I hear of many ways to encourage our children to become readers.
Books on CD, read alouds, share picture books, create reading nooks, watch book related movies, buy books, visit libraries.
We do all these.
But the single biggest helper has been my example.
I read myself.
I strew books for myself.
I create reading lists for myself.
I talk about my reading,
I share excerpts.
The kids have grown up knowing that I value reading.
Even if they never read themselves (they do!), they know reading is important, a past time, a way of opening up other worlds and other ideas.
So, what are you strewing for yourself, reading wise, as a homeschooling mother?
Here are some of my Christmas and post Christmas reads…
The Seven Storey Mountain by Thomas Merton…..I love this book. I had to read it again. His description of the search within each of us for Truth wrings my soul. It’s me. It’smany others I know. Talking with the kids today at lunch, about authors with whom we identify, about authors whom we wish to emulate …for me it’s Merton. I want to write like Merton.
What’s Eating You? by Katherine Alleume. Why do we eat what we eat? This question has puzzled the nutritionist author and she asks us to make conscious eating decisions, conscious rationalizations. A similar take to that Intuitive Eating book. But something I am still trying to tackle…I am a stress eater and there is a point where enough is enough.
Contemplative Prayer by Merton. A deep interior life that reaches out and shares with others.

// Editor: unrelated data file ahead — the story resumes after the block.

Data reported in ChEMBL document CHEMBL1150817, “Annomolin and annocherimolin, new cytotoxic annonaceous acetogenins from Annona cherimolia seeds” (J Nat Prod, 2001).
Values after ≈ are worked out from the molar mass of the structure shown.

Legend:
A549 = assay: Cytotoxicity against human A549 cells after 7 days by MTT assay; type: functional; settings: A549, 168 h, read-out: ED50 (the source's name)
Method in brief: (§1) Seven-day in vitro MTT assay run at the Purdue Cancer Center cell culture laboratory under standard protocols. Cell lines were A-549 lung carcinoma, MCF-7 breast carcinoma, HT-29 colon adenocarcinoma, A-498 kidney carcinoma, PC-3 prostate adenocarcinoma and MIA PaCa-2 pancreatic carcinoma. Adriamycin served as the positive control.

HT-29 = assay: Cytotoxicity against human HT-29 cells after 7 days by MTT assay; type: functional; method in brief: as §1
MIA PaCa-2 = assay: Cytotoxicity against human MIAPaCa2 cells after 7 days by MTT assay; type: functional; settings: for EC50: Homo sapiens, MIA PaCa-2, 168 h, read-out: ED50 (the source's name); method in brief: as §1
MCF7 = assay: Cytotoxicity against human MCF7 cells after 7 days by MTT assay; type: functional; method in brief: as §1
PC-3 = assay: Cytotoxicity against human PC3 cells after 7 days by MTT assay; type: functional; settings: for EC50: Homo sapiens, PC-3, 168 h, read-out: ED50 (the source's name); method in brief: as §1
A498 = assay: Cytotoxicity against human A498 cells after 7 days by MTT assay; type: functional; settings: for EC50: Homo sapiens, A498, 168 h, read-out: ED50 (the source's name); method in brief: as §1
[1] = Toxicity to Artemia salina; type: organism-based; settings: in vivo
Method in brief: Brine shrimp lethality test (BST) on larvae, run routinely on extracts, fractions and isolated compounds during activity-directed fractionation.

The YouCat. The “youth inspired version” of the Catechism of the Catholic Church. I want to read it before recommending it to others. And the many side bar quotes have sparked discussion here….why include that? Great definition of religion (relationship with God). Some good pre and post Vatican II stuff ( yes the Church existed pre Vatican II!). Some great quotes and some what the ? quotes.
Women, Work and the Art of Savoir Faire by Mireille Giuliano. A Christmas gift. Bringing style and pleasure to life. Balancing life and work. My sort of book. “Quality of life is very important in France. I have many friends who turned down promotions and more money because it would affect their quality of life as a couple or a mother. I was pleased to hear this. This is not a sign of weakness.” Very true. It is not.
The 10 Habits of Happy Mothers by Meg Meeker. Subtitled Reclaiming our passion, purpose and sanity….I have read about this on homeschooling blogs and even though I am on a buying less binge, er, lifestyle, I had to pick it up when I saw it, the very last copy, at Portico Books. Why? I need my passion. I need my sanity. And I have been inspired by the few quotes I have read on other blogs. “If every mother in the United States could wrap her mind around her true value as a woman and mother, her life would never be the same.”
Read. Strew. Share.